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The decision was taken as a result of “ongoing difficult market conditions”, it said.

“Newlands’ annual coal production for 2014 will be reduced as a result of this,” Glencore said, but did not give details about how it was expected to fall.

The job losses comprise the second round of cuts Glencore has imposed in the past two years on its Newlands operations, which produces both coking coal and thermal coal.

Last June, the trading and mining major reduced the extent of its open-cut operations at Newlands from three mining areas to one, affecting around 300 employees.

The Newlands mining complex will continue to support a workforce of more than 650 employees after the latest round of cuts, Glencore said.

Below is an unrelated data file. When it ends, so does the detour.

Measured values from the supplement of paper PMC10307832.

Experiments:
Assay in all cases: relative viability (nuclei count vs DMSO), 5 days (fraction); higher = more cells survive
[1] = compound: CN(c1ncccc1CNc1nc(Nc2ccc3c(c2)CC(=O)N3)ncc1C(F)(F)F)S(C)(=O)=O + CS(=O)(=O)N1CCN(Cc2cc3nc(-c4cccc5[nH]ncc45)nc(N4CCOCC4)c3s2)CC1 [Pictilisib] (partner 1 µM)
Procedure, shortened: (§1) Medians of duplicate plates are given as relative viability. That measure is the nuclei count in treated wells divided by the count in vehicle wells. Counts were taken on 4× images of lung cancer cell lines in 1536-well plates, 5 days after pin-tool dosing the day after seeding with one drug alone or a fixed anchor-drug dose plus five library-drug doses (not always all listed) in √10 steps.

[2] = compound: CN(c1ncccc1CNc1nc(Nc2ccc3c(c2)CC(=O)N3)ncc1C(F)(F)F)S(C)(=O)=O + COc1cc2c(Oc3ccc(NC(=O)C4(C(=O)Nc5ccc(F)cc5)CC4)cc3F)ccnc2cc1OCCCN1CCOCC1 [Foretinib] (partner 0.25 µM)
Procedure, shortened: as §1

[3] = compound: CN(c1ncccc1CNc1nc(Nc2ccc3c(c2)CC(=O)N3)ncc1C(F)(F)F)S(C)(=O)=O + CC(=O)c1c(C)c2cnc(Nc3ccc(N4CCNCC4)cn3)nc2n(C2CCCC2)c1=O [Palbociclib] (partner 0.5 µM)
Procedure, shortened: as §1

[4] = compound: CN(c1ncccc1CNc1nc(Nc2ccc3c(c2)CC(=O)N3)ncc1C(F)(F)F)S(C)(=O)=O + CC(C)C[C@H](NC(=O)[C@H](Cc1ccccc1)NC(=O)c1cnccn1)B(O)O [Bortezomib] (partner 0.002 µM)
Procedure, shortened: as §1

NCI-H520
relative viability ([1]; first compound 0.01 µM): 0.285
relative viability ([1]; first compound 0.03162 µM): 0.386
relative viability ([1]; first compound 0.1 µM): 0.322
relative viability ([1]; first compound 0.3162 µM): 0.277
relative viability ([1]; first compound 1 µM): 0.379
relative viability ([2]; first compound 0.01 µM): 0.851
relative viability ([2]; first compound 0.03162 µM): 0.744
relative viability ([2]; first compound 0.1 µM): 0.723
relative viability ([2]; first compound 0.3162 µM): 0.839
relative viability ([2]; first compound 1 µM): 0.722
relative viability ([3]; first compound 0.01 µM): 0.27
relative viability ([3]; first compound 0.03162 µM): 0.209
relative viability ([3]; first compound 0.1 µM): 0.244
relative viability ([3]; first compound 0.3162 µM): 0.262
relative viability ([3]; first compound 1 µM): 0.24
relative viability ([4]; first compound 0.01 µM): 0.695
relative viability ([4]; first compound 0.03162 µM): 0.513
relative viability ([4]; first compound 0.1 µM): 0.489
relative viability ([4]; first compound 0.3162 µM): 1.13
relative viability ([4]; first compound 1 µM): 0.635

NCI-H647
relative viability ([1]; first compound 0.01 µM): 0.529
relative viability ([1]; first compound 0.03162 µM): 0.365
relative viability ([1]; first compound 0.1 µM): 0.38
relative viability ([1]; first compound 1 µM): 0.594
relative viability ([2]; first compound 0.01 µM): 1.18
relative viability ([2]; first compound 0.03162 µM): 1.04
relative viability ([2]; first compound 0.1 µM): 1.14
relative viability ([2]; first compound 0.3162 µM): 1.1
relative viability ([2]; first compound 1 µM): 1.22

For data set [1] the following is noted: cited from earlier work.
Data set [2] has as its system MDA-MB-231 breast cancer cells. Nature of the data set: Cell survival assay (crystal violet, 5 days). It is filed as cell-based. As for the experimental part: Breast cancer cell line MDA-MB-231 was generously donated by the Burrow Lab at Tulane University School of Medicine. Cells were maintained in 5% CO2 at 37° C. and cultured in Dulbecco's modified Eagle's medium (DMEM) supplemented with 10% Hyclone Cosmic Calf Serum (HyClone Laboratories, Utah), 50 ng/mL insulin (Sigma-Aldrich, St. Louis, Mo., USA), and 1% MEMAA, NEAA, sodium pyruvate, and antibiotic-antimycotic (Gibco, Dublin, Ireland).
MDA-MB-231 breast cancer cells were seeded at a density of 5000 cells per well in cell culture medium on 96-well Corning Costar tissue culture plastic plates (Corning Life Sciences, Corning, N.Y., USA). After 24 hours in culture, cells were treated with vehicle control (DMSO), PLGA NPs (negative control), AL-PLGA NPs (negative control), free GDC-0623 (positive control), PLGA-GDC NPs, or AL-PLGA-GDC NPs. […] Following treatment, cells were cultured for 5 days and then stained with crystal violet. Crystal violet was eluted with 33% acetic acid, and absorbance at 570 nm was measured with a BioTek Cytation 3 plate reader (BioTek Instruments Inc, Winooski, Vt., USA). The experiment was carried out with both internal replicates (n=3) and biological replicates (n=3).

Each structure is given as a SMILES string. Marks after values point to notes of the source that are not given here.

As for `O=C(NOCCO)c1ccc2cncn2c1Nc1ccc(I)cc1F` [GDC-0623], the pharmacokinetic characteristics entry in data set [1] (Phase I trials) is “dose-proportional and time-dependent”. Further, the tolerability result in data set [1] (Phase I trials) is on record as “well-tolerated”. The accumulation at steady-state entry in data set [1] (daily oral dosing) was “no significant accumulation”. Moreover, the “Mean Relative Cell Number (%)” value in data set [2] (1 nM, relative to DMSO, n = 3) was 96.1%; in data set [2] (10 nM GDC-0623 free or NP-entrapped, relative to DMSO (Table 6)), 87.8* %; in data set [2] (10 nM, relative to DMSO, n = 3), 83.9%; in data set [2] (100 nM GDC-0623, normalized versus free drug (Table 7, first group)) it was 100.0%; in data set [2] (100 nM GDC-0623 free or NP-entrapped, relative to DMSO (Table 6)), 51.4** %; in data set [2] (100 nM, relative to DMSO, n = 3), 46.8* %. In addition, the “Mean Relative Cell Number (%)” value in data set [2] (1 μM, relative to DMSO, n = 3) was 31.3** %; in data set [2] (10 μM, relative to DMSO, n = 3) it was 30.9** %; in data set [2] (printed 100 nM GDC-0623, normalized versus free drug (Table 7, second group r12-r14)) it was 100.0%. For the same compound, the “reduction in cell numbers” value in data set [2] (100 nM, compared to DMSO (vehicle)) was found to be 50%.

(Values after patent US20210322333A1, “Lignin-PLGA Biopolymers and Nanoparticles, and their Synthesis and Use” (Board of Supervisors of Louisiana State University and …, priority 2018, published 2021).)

It continued to review all its coal operations in an “increasingly difficult economic climate”, it added.

Coking coal prices have slumped over the past year to levels at which many producers are struggling to survive.

Steel First’s premium hard coking coal index fell from more than $130 per tonne fob Australia’s DBCT port at the beginning of 2014, to lows close to $95 per tonne in the second week of August.

The low pricing climate has seen a number of producers choose to close coal mines or sell coal assets in the past six months.

Rio Tinto agreed the sale of its Mozambique coal operations to Indian consortium International Coal Ventures Ltd (ICVL) at the end of last month for $50 million, a fraction of the $3.7 billion the major paid for the project in 2011.

And US coal major Peabody Energy lowered the coking coal production rate and sales target from its Burton mine on August 5, citing poor market conditions.